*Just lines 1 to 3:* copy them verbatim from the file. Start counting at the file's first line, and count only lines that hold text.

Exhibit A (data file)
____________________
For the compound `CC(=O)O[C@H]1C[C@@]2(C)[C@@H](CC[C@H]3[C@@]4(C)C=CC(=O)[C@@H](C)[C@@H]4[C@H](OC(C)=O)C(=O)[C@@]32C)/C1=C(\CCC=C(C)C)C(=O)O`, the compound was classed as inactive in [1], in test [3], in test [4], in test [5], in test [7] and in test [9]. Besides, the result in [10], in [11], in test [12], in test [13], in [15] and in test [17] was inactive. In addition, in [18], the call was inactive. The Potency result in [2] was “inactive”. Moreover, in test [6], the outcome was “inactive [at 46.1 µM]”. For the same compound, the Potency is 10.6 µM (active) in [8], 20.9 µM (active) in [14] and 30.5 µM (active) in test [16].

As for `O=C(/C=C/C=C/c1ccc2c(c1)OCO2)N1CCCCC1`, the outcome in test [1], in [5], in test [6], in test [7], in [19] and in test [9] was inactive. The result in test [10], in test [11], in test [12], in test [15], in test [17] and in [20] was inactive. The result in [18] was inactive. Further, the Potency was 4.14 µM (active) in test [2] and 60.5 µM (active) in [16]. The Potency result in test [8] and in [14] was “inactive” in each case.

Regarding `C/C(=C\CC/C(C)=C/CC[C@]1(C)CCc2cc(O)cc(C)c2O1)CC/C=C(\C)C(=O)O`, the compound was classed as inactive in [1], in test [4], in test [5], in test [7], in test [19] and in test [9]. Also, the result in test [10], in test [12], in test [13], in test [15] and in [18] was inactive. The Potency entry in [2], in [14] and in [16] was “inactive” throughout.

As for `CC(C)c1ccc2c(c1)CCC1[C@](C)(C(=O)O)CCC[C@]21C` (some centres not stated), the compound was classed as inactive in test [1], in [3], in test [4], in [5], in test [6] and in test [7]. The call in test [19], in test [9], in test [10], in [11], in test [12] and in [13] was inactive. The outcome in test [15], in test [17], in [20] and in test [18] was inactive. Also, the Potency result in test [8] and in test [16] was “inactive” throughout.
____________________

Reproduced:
For the compound `CC(=O)O[C@H]1C[C@@]2(C)[C@@H](CC[C@H]3[C@@]4(C)C=CC(=O)[C@@H](C)[C@@H]4[C@H](OC(C)=O)C(=O)[C@@]32C)/C1=C(\CCC=C(C)C)C(=O)O`, the compound was classed as inactive in [1], in test [3], in test [4], in test [5], in test [7] and in test [9]. Besides, the result in [10], in [11], in test [12], in test [13], in [15] and in test [17] was inactive. In addition, in [18], the call was inactive. The Potency result in [2] was “inactive”. Moreover, in test [6], the outcome was “inactive [at 46.1 µM]”. For the same compound, the Potency is 10.6 µM (active) in [8], 20.9 µM (active) in [14] and 30.5 µM (active) in test [16].

As for `O=C(/C=C/C=C/c1ccc2c(c1)OCO2)N1CCCCC1`, the outcome in test [1], in [5], in test [6], in test [7], in [19] and in test [9] was inactive. The result in test [10], in test [11], in test [12], in test [15], in test [17] and in [20] was inactive. The result in [18] was inactive. Further, the Potency was 4.14 µM (active) in test [2] and 60.5 µM (active) in [16]. The Potency result in test [8] and in [14] was “inactive” in each case.

Regarding `C/C(=C\CC/C(C)=C/CC[C@]1(C)CCc2cc(O)cc(C)c2O1)CC/C=C(\C)C(=O)O`, the compound was classed as inactive in [1], in test [4], in test [5], in test [7], in test [19] and in test [9]. Also, the result in test [10], in test [12], in test [13], in test [15] and in [18] was inactive. The Potency entry in [2], in [14] and in [16] was “inactive” throughout.